SciTech Connect

    Miyamoto, Y.; Kaysser, W.A.; Rabin, B.H.; Kawasaki, A.; Ford, R.G.

    1999-09-01

    In a Functionally Graded Material (FGM), the composition and structure gradually change over volume, resulting in corresponding changes in the properties of the material. By applying the many possibilities inherent in the FGM concept, it is anticipated that materials will be improved and new functions for them created. A comprehensive description of design, modeling, processing, and evaluation of FGMs as well as their applications is covered in this book. The contents include: lessons from nature; graded microstructures; modeling and design; characterization of properties; processing and fabrication; applications; and summary and outlook.

  12. Aerospace product/process design interface

    NASA Astrophysics Data System (ADS)

    The present volume discusses the electron beam welding of launch-vehicle structures, an integrated aluminum forging-stock producer for aerospace structures, the definition of design processes in decision-based concurrent engineering, and the theory and application of the development of a comprehensive/concurrent engineering method. Also discussed are managing constraints in integrated and cooperative product development, an automatic FEM mesh-generation for the automation of parametric conceptual design, and computer-aided life-cycle design. (For individual items see A93-21746 to A93-21750)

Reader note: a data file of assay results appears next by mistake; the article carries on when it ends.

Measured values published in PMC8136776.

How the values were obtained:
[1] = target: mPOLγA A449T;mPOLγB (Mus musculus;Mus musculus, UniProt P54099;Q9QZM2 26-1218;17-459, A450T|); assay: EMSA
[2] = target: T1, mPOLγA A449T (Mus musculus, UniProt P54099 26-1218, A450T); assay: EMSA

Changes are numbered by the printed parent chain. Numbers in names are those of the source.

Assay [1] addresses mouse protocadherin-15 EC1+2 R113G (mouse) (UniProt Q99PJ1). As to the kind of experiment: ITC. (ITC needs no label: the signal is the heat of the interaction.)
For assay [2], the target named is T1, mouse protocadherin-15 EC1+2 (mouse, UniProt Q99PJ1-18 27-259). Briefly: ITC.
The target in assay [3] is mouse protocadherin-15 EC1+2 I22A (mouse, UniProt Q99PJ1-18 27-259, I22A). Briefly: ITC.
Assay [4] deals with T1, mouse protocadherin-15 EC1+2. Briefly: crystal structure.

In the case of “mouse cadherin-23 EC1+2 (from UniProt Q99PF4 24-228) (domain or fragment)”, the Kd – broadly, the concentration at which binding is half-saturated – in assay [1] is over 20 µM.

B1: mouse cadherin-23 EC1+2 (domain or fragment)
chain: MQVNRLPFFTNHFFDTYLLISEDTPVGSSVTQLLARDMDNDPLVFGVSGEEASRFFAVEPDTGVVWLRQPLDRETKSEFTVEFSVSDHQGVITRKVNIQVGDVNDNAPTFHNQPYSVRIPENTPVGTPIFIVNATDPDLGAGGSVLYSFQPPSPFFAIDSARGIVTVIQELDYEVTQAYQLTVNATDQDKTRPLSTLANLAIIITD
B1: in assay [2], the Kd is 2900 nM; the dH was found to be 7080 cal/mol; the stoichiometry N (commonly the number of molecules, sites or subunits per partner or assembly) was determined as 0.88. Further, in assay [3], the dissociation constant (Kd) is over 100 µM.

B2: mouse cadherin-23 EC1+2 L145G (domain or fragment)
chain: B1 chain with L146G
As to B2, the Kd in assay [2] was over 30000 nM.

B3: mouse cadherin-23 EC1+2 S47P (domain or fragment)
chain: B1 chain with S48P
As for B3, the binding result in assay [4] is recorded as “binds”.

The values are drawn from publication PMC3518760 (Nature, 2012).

13. Teaching sustainable design: A collaborative process

    SciTech Connect

    Theis, C.C.

    1997-12-31